Back before climate change, we had winter, and folks use to ski in water that would freeze and make snow. People used gravity to ski from the top of the snow to the bottom of it. Sometimes they snapped their shins or skied right into a tree and died, but other times, they caught the wind under their skis and soared, ever briefly, high above the crowds, catching the cold crisp air beneath their feet, alighting upon the soft snowy incline and gliding to the stretch.
Ever seen the likes of this before? Not me. Not around these parts. Maybe it’s a Northern thing. This S bridge in Hendrysburg, Ohio was built with “manholes,” or safety niches where a pedestrian could get out of the way of a runaway team of horses. While many S bridges were generally used for crossing curving streams with uneven banks, this one served a more unique purpose. Motorcars eventually made the bridges obsolete.
Back in the summer of 1932, everyone who was anyone was planning to travel up to New England on account of the boss eclipse that would “never again” happen until the year 2000.
And my favorite part of the ad?
This. They live four years longer. Longer than whom? All the other states?
Well, some New England states still make the top 10 in terms of longevity, but the latest 2018 rankings show folks in Minnesota live the longest: 78.7 years old on average. Mississippi ranked 51st (the study includes Washington, D.C.), where it’s 71.8 years. For results on your state, click here.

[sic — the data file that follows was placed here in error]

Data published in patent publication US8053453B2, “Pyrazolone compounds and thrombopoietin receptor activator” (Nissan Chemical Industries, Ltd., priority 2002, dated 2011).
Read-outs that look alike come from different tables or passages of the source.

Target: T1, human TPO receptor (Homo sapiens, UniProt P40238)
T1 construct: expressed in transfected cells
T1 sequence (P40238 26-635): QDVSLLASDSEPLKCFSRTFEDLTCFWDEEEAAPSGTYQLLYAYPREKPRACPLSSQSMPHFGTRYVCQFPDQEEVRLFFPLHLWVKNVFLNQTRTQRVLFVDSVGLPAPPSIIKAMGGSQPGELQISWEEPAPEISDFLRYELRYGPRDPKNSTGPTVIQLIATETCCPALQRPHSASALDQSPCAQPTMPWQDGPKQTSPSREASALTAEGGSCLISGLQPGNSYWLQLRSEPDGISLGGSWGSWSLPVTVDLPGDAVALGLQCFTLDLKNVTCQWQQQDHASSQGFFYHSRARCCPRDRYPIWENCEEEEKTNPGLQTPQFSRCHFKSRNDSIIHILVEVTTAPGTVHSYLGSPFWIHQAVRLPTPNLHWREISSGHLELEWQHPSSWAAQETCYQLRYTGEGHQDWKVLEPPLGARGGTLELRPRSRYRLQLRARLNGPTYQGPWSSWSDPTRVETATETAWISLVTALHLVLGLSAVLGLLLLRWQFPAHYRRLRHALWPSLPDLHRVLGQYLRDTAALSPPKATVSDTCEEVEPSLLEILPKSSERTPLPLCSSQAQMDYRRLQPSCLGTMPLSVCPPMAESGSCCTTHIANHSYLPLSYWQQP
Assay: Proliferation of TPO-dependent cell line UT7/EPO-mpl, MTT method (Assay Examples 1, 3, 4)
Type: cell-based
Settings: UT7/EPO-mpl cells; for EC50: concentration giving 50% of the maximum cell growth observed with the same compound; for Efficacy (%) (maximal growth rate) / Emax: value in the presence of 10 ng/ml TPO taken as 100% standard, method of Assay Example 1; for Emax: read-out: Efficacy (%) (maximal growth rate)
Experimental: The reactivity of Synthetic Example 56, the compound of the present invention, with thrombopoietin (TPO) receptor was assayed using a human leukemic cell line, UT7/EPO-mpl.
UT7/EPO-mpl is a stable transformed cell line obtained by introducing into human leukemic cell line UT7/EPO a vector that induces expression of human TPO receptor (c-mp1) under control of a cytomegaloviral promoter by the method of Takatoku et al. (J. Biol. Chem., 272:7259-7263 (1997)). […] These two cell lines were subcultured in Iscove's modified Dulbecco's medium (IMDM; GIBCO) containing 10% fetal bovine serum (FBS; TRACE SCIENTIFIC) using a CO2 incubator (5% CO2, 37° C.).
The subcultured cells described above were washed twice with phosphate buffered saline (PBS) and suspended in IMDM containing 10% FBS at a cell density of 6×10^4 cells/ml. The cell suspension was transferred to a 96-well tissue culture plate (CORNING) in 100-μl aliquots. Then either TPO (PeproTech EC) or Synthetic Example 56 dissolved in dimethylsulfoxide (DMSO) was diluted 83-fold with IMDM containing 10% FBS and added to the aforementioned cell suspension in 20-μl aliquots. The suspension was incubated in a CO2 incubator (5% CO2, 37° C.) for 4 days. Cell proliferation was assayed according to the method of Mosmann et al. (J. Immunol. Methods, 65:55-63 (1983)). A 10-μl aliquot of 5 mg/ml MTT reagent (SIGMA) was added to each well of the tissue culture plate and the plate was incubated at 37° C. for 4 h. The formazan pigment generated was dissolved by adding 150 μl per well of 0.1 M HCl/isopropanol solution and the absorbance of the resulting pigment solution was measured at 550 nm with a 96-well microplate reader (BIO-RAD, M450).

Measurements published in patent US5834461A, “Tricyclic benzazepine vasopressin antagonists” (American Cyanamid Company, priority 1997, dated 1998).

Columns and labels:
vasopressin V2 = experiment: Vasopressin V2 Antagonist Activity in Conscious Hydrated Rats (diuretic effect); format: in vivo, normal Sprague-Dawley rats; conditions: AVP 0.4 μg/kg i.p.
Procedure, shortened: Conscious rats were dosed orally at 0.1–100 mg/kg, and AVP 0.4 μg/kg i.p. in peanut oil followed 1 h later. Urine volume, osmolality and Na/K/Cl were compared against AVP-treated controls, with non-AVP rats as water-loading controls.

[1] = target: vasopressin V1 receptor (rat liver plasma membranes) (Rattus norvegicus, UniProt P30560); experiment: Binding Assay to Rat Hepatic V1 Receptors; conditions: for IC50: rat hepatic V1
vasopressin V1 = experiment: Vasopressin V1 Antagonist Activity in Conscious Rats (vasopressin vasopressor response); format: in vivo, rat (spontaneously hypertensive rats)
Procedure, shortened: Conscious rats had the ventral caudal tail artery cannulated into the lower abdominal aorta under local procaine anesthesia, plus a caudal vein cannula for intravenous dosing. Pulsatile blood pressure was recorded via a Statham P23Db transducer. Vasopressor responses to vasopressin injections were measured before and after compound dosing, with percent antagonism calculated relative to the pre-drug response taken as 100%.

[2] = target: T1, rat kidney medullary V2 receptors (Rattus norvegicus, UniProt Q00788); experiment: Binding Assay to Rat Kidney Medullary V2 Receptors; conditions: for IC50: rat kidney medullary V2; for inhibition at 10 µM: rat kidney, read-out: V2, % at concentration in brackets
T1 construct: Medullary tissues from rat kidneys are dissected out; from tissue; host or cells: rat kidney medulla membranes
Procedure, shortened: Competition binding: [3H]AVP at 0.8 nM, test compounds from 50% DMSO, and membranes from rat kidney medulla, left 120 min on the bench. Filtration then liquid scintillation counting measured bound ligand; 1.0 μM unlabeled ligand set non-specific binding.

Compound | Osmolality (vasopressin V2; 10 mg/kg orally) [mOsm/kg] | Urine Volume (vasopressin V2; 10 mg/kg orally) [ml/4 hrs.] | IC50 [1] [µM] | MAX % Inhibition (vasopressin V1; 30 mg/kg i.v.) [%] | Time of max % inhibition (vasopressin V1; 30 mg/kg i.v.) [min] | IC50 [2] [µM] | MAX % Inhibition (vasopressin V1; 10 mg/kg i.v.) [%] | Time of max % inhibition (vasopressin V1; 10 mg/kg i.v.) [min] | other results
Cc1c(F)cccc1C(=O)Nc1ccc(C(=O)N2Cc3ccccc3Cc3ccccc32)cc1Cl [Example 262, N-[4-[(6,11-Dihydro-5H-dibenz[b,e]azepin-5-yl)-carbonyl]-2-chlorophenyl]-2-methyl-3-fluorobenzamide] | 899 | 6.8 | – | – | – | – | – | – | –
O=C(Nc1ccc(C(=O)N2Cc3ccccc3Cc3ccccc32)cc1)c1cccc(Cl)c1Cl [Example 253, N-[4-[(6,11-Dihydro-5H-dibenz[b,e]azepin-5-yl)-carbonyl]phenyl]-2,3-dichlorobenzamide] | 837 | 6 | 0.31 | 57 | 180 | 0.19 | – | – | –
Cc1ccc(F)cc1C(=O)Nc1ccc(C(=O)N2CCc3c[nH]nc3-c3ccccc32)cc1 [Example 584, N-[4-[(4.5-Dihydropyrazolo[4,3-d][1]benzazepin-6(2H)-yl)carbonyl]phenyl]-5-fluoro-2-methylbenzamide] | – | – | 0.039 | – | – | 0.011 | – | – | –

In the meantime, if you live in Mississippi, make sure to watch these crucial factors: tobacco use, alcohol abuse, and bad diets. Or get yourself up to New England pronto!
Miss Washington, above, won the title in September of 1921 with knees “daringly bare.”
By 1923, hemlines had shifted to show yet more thigh. Can you even imagine wearing stockings to go swimming?
By 1935, the winner received a crown, robe, scepter, and a moment on the throne.
No wonder Atlantic City has been immortalized in art.
This Little Fork, Minnesota farmer was tired of state road plows burying his mailbox beneath 10 foot drifts. So he used his noggin and attached the mailbox to a log boom, resembling an old-fashioned well sweep.
“Kerbey, what’s a well sweep?” you may be asking.
A well sweep is a device used to bring water up from a well. The term “sweep” refers to the long pole which is lowered until the bucket on the end goes down into the well and fills with water. Because the pole is anchored in the middle on another pole, creating a fulcrum, it can be counter balanced, thus making it easy to raise the pole, and lift the bucket from the well.
And never confuse a fulcrum with a philtrum–that groove above your lip that Millennials pierce.